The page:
Well…it’s Blackest Night, and it’ll come with a ring. Almost ashamed to say I don’t much care beyond that. I recall the last issue had something indicating its story would continue after the Blackest Night tie-in, so there’s some story interruption. This is a title I’ve been buying anyway, so like Booster Gold…I was getting it whether it tied in or not.

FLASH REBIRTH #5 (OF 6)
Gotta love how both of this year’s Rebirth/Reborn series started out at 5 issues and were expanded to 6… Still, I’m on-board to see how it turns out, and hoping that the story’ll get better.

OUTSIDERS #24
No idea, honestly, what to expect from this one. Like Doom Patrol, I have absolutely no idea where things stand with the characters and their status quo. But it’s Blackest Night, so…yeah.

SUPERMAN BATMAN #66
Ditto. I think Solomon Grundy’s involved. I suppose I’ll find out on reading. Blackest Night…I can’t remember if this one comes with a ring or not…Blackest Night…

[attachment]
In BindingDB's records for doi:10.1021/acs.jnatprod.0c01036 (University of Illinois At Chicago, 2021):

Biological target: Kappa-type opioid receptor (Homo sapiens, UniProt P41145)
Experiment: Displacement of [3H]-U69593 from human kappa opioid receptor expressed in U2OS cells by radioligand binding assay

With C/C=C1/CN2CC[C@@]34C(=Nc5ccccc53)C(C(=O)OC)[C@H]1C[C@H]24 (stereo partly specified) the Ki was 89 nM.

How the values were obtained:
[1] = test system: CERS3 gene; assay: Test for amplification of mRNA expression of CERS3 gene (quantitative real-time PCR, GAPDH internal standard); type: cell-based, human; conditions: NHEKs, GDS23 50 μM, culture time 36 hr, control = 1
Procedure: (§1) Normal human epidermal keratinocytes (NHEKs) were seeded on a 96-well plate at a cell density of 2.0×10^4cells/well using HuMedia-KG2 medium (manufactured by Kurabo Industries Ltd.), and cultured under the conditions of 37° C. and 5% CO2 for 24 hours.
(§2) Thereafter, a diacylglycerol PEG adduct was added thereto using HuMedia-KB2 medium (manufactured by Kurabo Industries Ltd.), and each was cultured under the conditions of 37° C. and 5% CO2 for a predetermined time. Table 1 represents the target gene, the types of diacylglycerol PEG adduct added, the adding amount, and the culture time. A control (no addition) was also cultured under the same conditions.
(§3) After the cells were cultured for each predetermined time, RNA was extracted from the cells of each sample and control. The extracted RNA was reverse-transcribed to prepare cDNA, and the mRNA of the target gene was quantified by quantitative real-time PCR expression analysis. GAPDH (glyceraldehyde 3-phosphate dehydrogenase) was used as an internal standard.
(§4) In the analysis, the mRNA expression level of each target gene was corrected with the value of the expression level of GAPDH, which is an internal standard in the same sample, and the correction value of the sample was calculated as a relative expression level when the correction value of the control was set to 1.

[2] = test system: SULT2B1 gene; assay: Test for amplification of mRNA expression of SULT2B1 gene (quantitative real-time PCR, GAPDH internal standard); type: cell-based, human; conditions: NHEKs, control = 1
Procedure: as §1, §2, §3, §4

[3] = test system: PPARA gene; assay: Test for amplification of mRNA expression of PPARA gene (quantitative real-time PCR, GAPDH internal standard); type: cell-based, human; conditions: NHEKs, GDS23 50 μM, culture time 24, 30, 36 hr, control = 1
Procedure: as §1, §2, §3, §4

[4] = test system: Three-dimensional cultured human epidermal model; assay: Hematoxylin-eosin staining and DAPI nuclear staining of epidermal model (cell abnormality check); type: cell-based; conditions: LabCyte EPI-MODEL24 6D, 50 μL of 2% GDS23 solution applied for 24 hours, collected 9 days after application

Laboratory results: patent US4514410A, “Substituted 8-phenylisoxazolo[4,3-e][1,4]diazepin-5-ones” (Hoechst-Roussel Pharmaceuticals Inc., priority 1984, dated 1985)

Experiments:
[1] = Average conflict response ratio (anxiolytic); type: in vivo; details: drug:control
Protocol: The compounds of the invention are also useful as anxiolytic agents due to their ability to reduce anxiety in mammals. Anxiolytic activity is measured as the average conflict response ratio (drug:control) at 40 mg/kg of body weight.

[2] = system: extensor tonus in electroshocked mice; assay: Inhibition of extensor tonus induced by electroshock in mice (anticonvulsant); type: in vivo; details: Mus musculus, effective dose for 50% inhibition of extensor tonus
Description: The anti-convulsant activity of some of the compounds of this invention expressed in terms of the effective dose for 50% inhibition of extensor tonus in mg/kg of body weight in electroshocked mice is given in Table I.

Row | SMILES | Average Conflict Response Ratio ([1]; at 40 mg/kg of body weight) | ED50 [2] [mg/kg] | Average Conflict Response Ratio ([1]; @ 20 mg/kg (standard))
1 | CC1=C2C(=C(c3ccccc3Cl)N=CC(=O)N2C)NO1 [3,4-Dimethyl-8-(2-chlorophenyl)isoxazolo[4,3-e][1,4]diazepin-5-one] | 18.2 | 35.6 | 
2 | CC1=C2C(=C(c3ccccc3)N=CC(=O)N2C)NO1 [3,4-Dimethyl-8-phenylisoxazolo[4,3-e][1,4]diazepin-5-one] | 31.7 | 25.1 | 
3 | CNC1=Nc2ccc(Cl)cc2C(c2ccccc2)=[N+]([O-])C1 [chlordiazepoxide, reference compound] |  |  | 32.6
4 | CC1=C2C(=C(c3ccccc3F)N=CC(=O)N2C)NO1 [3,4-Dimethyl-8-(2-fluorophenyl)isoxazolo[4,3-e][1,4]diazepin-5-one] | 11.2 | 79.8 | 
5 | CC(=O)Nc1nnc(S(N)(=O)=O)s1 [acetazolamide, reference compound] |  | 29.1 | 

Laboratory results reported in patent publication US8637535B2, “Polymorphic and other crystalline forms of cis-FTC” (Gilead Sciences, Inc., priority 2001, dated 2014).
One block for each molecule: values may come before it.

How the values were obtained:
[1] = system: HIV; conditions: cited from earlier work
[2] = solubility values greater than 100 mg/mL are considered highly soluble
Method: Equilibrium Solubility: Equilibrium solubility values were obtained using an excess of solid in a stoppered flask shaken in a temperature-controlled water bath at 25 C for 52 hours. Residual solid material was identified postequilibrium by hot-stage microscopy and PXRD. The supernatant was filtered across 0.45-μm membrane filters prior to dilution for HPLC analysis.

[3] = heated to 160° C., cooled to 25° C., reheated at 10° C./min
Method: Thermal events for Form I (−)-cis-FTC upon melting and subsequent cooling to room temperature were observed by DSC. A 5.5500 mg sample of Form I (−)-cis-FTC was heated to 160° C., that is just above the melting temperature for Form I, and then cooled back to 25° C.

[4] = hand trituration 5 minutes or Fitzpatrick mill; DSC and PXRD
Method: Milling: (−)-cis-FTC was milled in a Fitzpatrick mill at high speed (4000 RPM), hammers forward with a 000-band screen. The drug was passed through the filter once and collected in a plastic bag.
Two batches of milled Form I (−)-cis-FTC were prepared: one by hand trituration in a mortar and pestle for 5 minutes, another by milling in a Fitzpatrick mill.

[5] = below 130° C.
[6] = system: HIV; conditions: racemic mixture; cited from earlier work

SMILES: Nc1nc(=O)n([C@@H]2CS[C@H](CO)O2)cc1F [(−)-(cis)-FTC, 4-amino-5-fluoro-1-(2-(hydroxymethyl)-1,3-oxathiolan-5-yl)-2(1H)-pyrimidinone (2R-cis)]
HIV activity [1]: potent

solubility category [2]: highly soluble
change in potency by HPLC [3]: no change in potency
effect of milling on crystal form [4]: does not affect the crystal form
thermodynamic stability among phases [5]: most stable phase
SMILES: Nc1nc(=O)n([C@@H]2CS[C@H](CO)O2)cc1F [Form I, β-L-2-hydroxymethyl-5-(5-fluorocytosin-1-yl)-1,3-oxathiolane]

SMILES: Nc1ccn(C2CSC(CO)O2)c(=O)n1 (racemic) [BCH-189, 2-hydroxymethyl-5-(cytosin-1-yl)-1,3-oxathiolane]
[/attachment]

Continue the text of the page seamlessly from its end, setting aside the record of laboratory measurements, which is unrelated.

DEADPOOL MERC WITH A MOUTH #5
Deadpool. ‘Nuff said.

TMNT #1 FULL COLOR ONE SHOT
This should be cool. I’ve got the old FIRST graphic novel/TPBs that put color to the early TMNT issues, but this–as a single issue–should be quite interesting coming in color. Also will–I think–be the first issue to come out from Mirage since the TMNT were sold, so kinda fitting, in a way.

Due to personal finances and this being (for me) a huge week, these other three will probably wait til the weekend or next week to get picked up:

SUPERGIRL #47
Because this is part of the ongoing Superman family story, keepin’ with it for now, though really, really hoping the story gets better/more interesting/more engaging. Also hoping we don’t have yet ANOTHER apparent character death.

INVINCIBLE #68